"SYTYCD" Season 7 Recap: Vegas Week Part Deux and the Top 10 Reveal

It was a big night on "So You Think You Can Dance"—the second half of Vegas week, and the Top 10 (11!) reveal. So let's get right to it.

We returned to Vegas, where the remaining 58 dancers were preparing to dance a Broadway routine. But Cat Deeley tells us that Ida Saki, who was a judges fave during the auditions (and the 2009 DS Cover Model Search Winner, if we haven't mentioned that a gazillion times before), has asked to speak to the panel. Ida tells them that she's withdrawing from the competition because she has a once-in-a-lifetime scholarship opportunity (more on that later). They show some clips of Ida's performances in Vegas and say she hasn't danced up to expectation. Nigel says he believes that if she had done well and received positive feedback, she wouldn't be withdrawing. Ida gently defends herself saying, "You don't know me yet, but I promise you, the minute I get negative criticism is the minute I step it up." Nigel dismisses her with a cordial, "Best of luck."

But the show must go on, and the rest of Vegas Week is a whirlwind. The dancers are given a group choreography assignment—which, of course, causes some conflicts. But we only see blips of dancing, a few seconds of a group here, another few seconds of a group there. Where's the dance in "So You Think You Can Dance"? Less drama, more dance, please!

It's down to 31 dancers and it's time for a contemporary routine, choreographed by the fabulous Travis Wall (in an LXD t-shirt, no less!). We get one last look at Nicole Knudson, a.k.a pile'o'curls, who's cut after this round but seems to have a right attitude about the situation. "I'm glad I was cut, because I know I couldn't handle it," she tells the camera. "But next year, I know I can."

The final group to dance includes three stellar men: Alex Wong, Anthony Burrell and Kent Boyd. Again, the editing keeps cutting away from the dancing, so we only get to see the guys in fits and starts. But what we do see looks powerful and passionate. The judges tell Alex he needs to work on putting more personality into his dancing, and then tell him he's in. Nigel tells Anthony that watching him next to Alex and Kent was the difference between watching a "man" and "boys." "It was exquisite," Nigel says. Anthony's in, too. Then Kent steps up to the mic. He talks about how he can't believe he's performing alongside such amazing dancers, and how he thought Vegas would just be a learning experience for him and he'd sort of hang out in the back and absorb all he could. Awww, he's so young and sweet. The judges tell Kent he's just as good as those dancers he admires. Own it, Kent!

Before Vegas concludes, the remaining 24 dancers get a masterclass with dancer, choreographer and two-time Tony Award-nominee Grover Dale, who works with them on tapping into their "star quality." They also perform solos—but we only get to see Lauren Froderman's. More dancing, please! But, to be fair, Lauren's performance to Etta James' "At Last" is quite captivating, managing to be both playful and sultry.

Vegas, done. Now on to...home visits? The judges scatter throughout the U.S. to tell the Vegas finalists who's made it on the show. There are a few fun moments, like when Melinda Sullivan receives her news with tap legend Harold Cromer by her side. But generally, it's a little weird and uncomfortable, especially when Mia, Mary, Tyce, Adam, and Nigel have to deliver bad news. I don't want to see someone's dreams crushed on TV.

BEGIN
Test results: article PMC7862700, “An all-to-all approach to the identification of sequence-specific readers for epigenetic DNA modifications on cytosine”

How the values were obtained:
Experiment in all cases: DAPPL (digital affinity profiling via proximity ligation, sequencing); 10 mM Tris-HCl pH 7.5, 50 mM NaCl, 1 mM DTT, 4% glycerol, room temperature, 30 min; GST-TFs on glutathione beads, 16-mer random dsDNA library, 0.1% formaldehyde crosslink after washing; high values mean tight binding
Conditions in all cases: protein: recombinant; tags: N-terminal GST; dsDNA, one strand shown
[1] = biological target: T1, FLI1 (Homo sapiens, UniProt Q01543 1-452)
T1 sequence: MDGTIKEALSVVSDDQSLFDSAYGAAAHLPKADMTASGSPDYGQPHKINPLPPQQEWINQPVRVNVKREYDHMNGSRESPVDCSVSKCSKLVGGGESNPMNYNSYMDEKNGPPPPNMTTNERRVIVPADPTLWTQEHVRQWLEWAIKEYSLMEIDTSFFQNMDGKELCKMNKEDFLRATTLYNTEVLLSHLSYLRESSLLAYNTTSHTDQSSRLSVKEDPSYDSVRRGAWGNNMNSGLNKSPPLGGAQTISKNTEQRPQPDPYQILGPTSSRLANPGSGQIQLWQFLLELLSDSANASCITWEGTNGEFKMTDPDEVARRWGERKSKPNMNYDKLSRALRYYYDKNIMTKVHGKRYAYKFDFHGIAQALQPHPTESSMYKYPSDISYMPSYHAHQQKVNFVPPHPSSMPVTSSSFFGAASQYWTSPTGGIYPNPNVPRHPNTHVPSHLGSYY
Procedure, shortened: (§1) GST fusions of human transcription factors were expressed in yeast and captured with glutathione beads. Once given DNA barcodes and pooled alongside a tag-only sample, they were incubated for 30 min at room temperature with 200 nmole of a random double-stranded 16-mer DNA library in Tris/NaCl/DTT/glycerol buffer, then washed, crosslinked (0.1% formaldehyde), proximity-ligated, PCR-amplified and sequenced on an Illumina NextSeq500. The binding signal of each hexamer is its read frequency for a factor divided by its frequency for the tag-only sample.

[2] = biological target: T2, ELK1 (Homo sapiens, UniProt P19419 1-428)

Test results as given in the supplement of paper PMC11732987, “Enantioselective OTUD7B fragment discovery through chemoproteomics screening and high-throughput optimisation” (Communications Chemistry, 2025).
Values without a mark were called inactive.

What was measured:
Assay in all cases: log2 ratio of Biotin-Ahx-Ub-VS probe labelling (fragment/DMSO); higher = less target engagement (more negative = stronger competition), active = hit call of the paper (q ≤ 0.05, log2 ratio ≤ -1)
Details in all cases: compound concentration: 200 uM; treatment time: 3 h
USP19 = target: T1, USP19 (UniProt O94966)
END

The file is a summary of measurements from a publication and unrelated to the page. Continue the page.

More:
And, it turns out the judges couldn't narrow the field to 10, so they added a spot for an additional male dancer. So here it is, the Top 11:

Alexie Agdeppa (Jazz)
Billy Bell (Contemporary)
Kent Boyd (Contemporary)
Lauren Froderman (Contemporary)
Ashley Galvan (Contemporary)
Robert Roldan (Contemporary)
Jose Ruiz (B-boy)
Christina Santana (Salsa)
Melinda Sullivan (Tap)
Adéchiké Torbert (Contemporary)
Alex Wong (Ballet)

As a big tap nerd, I'm personally very excited to see a Melinda make it on the show. (We always knew she'd be a star—check out the cover of the May 2003 issue of DS.) And while I understand that contemporary dancers are extremely skilled and versatile, the cast seems a little heavy on this genre. Here's hoping that the choreographers are from a wide-range of specialties. And I've let out a huge sigh of relief that we're on to the meat of the show—por favor, mas dancing!

Finally, a note about Ida. We were so sad about the way things played out for her on last night's show. The scholarship she received was an award from YoungArts, a national organization that recognizes talented 17 and 18 year olds. We saw Ida in NYC—just days after she'd flown out from Vegas Week—at the YoungArts "In the Studio" workshop, and she opened up to us about her time on the show. Though the YoungArts schedule conflicted with SYTYCD, Ida, always the go-getter, went for both. She'd hoped to be able to work out the scheduling, but, it turned out she had to make a choice. YoungArts is highly selective honor and only those artists who receive gold or silver medals are invited to NYC to participate "In the Studio" (Ida was one of only 8 dancers). In NYC, the aspiring artists take master classes, work with professional mentors and create their own pieces. It truly is a once in a lifetime experience. Said Ida, "I'm 18. I can try out for 'So You Think You Can Dance' next year. I can only do YoungArts this year."

Check back tomorrow for our recap of tonight's show. And we want to know what you think of "So You Think You Can Dance" Season 7. Share your thoughts here.

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